him going in a positive direction. I know it's not an easy ask any of this, but you really don't
have much control. And the more you're trying to impose control or something you don't have
control over, it's going to affect everyone negatively. No one's going to benefit from you
pushing this. His parents know. You know, he may even know. So instead of focusing on things
you can't control, focus on what you can, and that's connecting with him. And if you are in one
state and he's in another state, that means jumping on a zoom every Tuesday to play Uno online,
and then maybe that's what you do. It's still screen
00:04:10 Speaker 1
time, but it's quality screen time with Grandma, so that's what I recommend. That is our question
for today. If you have more questions, you can always call us here at Teen Therapy Center anytime.
If you have a question you want me to answer on a Wednesday for tips on teens, email us at tipson
firstname.lastname@example.org. You can also direct message us right here on Facebook. We love
your questions. Thank you so much. Have a wonderful week. And my name is Kent Toussaint with Teen
Therapy Center and Child and Teen Counseling. I will see you next Wednesday at noon. Bye.
How do you help your grandchild without being a “meddling grandparent?”
What do you do if you’re a grandparent and you don’t necessarily agree with the way your adult child is raising their child (your grandchild)? You don’t want to see your grandchild get shortchanged, but there’s only so much you can do without alienating their mom or dad. Here are a couple tips:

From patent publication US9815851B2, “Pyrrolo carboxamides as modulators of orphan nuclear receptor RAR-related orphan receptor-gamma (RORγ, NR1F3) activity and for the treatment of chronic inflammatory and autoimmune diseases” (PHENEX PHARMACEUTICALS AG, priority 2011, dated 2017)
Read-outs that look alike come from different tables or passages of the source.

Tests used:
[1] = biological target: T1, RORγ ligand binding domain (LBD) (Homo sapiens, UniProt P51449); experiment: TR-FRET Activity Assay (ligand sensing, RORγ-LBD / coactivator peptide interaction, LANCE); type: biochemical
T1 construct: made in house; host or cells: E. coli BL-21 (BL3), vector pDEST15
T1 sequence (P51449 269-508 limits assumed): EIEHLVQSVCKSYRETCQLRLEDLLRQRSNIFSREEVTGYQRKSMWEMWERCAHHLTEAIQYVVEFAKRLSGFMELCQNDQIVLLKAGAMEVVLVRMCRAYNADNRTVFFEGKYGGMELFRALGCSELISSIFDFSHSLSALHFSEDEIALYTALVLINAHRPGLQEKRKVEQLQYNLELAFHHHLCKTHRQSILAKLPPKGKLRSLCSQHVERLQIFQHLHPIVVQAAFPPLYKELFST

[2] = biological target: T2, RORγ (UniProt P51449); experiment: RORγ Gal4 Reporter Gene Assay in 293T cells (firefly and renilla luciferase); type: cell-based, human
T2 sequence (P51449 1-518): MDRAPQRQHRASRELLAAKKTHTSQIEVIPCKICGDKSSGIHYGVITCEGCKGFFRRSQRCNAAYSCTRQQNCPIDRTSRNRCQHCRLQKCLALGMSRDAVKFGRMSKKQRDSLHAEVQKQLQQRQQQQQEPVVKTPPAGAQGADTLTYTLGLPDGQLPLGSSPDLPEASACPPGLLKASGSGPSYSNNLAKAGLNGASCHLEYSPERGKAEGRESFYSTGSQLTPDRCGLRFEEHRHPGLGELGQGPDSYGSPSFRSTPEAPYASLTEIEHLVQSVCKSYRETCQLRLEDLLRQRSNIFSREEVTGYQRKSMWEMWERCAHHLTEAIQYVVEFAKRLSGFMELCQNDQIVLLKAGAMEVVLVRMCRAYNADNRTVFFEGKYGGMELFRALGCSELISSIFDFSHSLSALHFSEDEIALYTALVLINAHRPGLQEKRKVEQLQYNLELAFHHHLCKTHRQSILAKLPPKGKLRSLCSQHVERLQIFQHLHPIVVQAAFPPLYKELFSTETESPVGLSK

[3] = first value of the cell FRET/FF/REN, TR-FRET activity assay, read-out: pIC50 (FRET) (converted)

If you’ve already said your piece, shared your opinion and been told you are meddling then stop! Don’t have any expectation that your adult child is going to take parenting advice from you. The more you push it, the more push it you’ll push them away.
Make time and build a connection with your grandchild. Play a game, walk the dog, get frozen yogurt. Build the connection and trust, and through that your positive values and unconditional positive perception of him may guide him to make better decisions.
You don’t have that much control, and the more you try to impose it, the more it will affect everyone negatively, but there’s no doubt that you can still have a positive impact. We explore topic further in this Tips on Teens:
“I’m a Grandmother of a 13 year old middle schooler. He doesn’t do his homework. He barely does classwork. He failed English and Math for 2nd Quarter. Homework is considered ‘classwork you didn’t finish.’ His mom offers no support or encouragement, motivation or anything for him. Basically, she lets her son watch YouTube videos, every single day after school up until around 8 or 8:30 pm. That equals about 4 1/2 hrs each night of screen time. He is ADHD, which doesn’t help any. Talking to her does no good. She just accuses me of interfering and tells me to leave her alone. Any suggestions to help my grandson?”
Clinical Director Kent Toussaint answers your parenting questions every Wednesday at 12:00pm in our weekly segment Tips On Teens on Facebook Live. Have questions about parenting kids and teens? Send them to: TipsOnTeens@TeenTherapyCenter.com. We love to hear from you!
Head on over to our Facebook page every Wednesday at 12:00pm to watch LIVE! Check out our page here – https://www.facebook.com/TeenTherapyCenter/
If you have more questions or would like more information, please contact our Clinical Director, Kent Toussaint at 818.697.8555.